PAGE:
To assess the risk of failure of various components in solid oxide cell (SOC) stacks, the temporal evolution of stresses from sintering and thermal gradients in the operating stacks must be known. In this work it is shown experimentally that the residual stresses in a solid oxide cell are relaxed and, in most cases, go to zero at the point of chemical reduction of the structurally dominant fuel electrode from NiO-YSZ to Ni-YSZ. This is essential for understanding and modeling the stresses during the SOC stack assembly and after. In part I, the in-plane macro-strain and stresses in each layer is determined by in-situ X-ray diffraction at different temperatures and during the chemical reduction. The stresses are also analyzed by a multilayer model of the cell. The relaxation of stresses is explained and attributed to so-called accelerated creep occurring in the nickel phase of fuel electrode.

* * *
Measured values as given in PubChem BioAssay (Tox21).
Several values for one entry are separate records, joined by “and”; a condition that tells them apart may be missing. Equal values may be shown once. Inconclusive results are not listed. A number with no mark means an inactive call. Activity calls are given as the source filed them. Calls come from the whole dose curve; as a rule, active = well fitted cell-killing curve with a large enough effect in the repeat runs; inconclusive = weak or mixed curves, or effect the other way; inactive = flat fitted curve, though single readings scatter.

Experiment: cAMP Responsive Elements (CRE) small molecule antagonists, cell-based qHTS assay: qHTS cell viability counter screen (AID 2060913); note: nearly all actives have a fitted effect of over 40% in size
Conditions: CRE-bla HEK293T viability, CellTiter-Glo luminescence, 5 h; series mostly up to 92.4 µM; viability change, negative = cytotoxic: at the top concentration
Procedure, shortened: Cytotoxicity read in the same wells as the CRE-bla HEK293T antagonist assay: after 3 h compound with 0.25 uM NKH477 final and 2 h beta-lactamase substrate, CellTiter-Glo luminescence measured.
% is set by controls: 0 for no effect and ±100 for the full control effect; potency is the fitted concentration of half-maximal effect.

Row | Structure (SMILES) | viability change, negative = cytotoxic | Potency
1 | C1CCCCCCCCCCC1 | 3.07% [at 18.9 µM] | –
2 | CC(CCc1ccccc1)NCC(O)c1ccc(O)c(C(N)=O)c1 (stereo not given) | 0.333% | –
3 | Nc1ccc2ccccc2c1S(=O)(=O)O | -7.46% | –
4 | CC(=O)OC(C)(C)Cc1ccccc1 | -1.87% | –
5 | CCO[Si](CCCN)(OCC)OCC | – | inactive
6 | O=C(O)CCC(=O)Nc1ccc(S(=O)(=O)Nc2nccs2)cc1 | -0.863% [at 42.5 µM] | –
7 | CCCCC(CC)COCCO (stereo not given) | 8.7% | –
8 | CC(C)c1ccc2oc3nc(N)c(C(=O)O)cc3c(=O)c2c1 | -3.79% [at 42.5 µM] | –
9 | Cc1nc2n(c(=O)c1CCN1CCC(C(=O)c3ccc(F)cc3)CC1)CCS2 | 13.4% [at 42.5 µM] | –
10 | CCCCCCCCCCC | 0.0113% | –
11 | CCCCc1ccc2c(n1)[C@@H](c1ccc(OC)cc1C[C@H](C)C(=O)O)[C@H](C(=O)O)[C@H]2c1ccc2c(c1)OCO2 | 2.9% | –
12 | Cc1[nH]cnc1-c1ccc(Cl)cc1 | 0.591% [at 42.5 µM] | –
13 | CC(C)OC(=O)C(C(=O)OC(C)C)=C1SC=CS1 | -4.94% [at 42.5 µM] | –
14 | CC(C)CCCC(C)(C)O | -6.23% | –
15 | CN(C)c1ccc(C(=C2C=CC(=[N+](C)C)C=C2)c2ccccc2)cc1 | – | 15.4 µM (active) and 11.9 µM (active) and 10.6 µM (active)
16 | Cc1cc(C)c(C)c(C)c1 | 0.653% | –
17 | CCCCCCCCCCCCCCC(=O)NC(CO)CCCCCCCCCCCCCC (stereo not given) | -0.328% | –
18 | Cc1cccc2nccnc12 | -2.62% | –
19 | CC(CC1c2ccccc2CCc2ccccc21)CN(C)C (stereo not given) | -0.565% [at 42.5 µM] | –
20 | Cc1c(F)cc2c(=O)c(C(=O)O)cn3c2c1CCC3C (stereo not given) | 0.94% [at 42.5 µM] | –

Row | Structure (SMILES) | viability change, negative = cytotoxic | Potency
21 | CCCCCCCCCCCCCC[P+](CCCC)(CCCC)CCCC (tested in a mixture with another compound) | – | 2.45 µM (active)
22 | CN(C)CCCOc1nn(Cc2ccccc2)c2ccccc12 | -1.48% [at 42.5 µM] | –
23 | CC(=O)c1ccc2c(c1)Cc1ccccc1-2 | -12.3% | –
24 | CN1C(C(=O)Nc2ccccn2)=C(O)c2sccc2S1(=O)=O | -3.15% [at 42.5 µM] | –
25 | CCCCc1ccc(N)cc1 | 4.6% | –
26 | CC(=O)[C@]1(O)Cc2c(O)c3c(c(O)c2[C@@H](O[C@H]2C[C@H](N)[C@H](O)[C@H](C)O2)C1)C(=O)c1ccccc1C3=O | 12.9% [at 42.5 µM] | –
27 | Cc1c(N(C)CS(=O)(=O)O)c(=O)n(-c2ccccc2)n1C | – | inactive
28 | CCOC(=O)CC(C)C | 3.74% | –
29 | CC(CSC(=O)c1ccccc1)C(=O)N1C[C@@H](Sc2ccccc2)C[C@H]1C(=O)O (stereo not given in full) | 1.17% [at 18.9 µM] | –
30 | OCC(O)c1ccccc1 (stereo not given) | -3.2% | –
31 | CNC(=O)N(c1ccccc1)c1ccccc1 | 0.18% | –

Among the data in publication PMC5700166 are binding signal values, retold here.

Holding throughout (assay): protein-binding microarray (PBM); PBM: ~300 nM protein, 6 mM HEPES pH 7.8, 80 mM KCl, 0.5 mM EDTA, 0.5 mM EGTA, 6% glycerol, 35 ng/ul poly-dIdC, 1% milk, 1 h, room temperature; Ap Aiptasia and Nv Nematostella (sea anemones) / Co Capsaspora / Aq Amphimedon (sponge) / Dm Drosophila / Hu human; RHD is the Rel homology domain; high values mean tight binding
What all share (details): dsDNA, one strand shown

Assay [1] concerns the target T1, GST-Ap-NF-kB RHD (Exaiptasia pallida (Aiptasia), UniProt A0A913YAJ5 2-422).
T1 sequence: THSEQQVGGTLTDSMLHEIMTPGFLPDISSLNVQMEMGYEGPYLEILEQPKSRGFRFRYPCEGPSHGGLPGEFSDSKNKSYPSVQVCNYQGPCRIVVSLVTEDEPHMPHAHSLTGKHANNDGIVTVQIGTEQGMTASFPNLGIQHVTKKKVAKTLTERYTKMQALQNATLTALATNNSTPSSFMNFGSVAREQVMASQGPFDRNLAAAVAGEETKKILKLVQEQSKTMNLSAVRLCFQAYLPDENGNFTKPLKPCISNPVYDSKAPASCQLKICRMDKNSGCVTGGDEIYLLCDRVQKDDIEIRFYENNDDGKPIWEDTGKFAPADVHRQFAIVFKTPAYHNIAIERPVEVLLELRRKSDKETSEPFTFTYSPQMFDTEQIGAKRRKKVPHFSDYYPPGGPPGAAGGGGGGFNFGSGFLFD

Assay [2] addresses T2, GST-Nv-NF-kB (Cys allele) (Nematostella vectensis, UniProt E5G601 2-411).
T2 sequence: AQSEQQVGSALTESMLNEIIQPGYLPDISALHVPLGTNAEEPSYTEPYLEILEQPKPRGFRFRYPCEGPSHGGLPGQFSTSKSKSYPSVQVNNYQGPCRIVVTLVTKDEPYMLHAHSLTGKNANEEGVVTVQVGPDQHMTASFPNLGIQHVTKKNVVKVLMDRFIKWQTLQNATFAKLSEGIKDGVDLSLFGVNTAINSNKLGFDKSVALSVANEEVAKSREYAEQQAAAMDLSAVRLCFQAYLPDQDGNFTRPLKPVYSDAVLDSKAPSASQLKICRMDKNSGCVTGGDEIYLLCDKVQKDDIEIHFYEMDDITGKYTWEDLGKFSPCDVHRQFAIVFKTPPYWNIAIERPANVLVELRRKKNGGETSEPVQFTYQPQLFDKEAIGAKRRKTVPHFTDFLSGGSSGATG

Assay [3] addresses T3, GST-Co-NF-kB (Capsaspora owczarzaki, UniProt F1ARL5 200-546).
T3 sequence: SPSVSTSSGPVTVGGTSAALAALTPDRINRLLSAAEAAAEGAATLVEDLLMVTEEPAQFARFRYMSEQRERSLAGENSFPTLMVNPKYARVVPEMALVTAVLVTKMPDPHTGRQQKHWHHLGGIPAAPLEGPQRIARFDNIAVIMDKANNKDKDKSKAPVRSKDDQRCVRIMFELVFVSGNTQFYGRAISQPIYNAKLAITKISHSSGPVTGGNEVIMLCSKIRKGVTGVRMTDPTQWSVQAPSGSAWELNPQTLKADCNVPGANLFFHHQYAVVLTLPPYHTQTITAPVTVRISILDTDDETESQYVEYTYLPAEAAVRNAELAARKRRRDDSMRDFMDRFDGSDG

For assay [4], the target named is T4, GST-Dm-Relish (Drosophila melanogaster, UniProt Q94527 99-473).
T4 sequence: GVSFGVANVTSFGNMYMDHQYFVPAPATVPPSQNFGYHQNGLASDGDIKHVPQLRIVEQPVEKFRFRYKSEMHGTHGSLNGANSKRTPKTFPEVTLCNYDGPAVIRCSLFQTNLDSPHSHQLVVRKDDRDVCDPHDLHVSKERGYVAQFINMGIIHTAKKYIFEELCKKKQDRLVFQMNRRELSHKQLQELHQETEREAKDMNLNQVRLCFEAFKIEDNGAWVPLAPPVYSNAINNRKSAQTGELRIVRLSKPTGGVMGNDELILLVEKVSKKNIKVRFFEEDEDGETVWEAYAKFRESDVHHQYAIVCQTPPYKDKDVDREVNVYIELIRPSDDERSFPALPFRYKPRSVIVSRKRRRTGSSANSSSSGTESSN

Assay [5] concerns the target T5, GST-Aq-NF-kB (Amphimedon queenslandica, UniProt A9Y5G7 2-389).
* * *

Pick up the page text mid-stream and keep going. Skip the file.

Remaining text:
- Accelerated creep